From Settle (236 miles) onwards to Carlisle the scenery is magnificent, the railway threading for seventy-two miles a mountainous district presenting almost insurmountable engineering difficulties in the construction of the road in 1869. Settle itself is a pleasant little market town surrounded by romantic scenery, some of the most picturesque scenes in the West Riding being within easy reach. We proceed onwards through Yorkshire, Westmoreland and Cumberland, piercing the Pennine range, and winding in and out amongst its numerous spurs, through country so rugged that the construction of the seventy-two miles of railway involved an expenditure of over three millions, while seven years were spent in the task, the principal engineering features being nineteen viaducts and thirteen tunnels, with innumerable deep cuttings and high embankments.

Proceeding up Ribblesdale, we note on the right Pen-y-Ghent, a fell 2,273 feet in height, while a few miles further north rises Ingleborough (2,374 feet) on the left, and on the right Whernside (2,414 feet). Batty Moss is crossed by a gigantic viaduct, 1,328 feet in length, and 165 feet above its foundations; and Blea Moor is traversed by a tunnel 2,640 yards in length and 500 feet below the surface. From the Dent Head viaduct a fine view is obtained of lovely Dentdale on the left, and, later, Garsdalc is seen on the same side. North of Hawes Junction, Aisgill Moor is crossed, standing 107 feet above sea level, and Westmoreland is entered between Wild Boar Fell (2,323 feet) on the left and Shunnor Fell (2,346 feet) on the right. The way is now along the romantic Eden Valley, and after passing Appleby (277-41" and leaving behind, on the right, Cross Fell (2,901 feet), the highest of the Pennine Hills, we reach Carlisle (308 miles).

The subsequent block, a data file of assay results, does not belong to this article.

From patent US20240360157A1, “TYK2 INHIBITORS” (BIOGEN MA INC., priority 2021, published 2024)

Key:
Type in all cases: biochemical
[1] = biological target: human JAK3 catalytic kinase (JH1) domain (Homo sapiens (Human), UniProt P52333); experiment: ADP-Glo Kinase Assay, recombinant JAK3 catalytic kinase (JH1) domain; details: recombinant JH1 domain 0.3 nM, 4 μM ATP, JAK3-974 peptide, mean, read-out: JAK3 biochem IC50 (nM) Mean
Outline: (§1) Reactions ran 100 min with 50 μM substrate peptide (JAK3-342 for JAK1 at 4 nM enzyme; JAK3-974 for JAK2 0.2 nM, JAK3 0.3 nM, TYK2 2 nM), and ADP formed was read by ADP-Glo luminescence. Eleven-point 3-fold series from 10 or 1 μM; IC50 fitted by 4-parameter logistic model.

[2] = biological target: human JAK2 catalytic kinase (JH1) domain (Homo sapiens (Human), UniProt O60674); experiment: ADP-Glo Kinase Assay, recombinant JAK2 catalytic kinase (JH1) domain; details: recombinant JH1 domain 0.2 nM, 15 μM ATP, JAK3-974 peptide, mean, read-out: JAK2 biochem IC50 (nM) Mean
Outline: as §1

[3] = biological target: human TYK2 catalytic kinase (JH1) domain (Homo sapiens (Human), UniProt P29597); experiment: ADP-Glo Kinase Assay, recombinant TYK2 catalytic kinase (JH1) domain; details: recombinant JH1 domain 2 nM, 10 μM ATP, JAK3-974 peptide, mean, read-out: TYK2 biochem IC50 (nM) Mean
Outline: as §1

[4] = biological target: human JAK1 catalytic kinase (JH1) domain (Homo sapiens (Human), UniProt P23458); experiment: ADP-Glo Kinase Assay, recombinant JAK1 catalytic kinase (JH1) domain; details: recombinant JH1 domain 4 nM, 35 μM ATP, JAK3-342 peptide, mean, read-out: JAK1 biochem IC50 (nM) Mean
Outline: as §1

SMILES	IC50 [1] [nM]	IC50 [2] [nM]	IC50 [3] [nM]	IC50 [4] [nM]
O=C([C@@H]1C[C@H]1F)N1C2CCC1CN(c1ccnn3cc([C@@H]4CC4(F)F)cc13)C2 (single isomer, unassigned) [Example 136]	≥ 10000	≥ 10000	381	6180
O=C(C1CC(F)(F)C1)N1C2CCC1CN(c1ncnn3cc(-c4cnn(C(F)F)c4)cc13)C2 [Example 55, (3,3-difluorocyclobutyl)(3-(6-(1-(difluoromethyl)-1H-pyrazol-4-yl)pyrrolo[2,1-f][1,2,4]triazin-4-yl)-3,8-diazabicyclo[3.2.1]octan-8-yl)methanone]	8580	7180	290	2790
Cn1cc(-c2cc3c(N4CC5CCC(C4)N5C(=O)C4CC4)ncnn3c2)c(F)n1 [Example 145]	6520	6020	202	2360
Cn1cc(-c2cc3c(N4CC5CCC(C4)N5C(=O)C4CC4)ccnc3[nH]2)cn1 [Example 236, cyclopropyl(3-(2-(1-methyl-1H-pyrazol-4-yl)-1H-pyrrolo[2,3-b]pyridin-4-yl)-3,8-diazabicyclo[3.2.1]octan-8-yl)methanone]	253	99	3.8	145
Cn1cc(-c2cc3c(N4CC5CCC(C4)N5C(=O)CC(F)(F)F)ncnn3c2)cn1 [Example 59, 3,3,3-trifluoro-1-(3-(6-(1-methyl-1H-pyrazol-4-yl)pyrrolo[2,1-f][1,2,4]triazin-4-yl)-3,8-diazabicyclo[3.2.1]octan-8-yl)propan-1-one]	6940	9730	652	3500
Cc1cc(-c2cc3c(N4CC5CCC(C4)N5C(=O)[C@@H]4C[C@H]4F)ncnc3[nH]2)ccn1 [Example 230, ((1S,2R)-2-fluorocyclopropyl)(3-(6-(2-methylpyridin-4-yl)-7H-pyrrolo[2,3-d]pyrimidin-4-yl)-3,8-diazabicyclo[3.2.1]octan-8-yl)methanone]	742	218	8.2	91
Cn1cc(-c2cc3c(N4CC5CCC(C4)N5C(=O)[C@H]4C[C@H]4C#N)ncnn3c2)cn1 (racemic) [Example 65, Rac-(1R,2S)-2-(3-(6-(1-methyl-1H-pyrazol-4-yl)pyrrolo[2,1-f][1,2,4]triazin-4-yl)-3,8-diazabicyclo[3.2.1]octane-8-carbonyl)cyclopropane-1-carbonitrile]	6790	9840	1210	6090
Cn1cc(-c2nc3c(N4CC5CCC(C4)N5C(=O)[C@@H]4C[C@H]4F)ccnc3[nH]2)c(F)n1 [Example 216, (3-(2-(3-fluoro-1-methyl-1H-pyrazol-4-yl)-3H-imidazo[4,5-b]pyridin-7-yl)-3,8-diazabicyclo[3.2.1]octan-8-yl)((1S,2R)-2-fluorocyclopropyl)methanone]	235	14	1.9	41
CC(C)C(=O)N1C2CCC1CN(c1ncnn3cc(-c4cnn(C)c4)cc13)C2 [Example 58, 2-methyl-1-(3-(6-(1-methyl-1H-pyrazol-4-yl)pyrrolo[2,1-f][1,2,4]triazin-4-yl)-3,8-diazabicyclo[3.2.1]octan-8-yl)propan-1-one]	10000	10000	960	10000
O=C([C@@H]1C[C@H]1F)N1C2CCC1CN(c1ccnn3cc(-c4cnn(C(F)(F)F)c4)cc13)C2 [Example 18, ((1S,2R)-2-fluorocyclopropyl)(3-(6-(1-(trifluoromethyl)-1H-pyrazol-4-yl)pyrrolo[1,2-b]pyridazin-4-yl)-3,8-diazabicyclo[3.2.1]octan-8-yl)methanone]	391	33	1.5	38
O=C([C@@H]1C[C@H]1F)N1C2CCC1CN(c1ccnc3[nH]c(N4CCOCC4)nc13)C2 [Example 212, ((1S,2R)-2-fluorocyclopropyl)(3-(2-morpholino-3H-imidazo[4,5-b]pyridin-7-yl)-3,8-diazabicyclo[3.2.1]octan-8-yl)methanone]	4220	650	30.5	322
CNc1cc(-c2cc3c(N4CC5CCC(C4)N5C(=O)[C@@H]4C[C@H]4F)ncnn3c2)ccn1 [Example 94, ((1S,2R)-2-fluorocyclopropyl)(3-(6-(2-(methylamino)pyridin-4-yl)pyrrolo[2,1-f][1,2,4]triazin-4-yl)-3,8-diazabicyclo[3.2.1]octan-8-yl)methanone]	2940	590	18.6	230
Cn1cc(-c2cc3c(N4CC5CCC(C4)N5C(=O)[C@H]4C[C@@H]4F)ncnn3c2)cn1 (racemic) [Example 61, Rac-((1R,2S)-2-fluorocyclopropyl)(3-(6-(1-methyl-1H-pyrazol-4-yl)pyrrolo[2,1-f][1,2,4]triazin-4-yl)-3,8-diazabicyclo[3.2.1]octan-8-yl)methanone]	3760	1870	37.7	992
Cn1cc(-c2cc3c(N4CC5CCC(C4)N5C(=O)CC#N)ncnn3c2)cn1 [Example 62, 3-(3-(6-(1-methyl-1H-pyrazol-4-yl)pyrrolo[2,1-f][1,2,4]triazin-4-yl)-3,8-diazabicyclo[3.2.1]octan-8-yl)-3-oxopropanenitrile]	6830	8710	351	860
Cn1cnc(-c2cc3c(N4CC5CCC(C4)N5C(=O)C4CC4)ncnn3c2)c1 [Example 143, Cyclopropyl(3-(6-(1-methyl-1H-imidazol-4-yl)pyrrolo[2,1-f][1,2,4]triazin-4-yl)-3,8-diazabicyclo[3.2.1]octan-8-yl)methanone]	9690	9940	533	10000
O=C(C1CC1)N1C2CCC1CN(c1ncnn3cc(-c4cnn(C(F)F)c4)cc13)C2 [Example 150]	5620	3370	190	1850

Here we are on the borders of Scotland, and, owing to its situation, Carlisle has seen much of war in the days when the English and the Scots were two nations. It was besieged by the Parliamentary Army during the Civil War, and had to surrender, and it is associated in the memory with the march into England of Prince Charlie in the '45. Picturesqueness is given to the town by the cathedral and the castle on the high ground overlooking the River Eden.

If Edinburgh be taken as the starting point for the Western Highlands, the passenger traverses the land of Scott. Through Eskdale we go, passing Netherby Hall, the scene of the ballad of "Young Lochinvar," cross the line of the Cheviot Hills and next the River Teviot, reaching Hawick 353 miles), an important seat of the Scotch tweed manufacture. Skirting the Tweed valley, which lies on the right, we pass close to the ruins of Melrose Abbey. Crossing the Tweed, the Gala Water is followed to Galashiels, another centre for tweeds and tartans, and presently Edinburgh is reached-406 miles from London.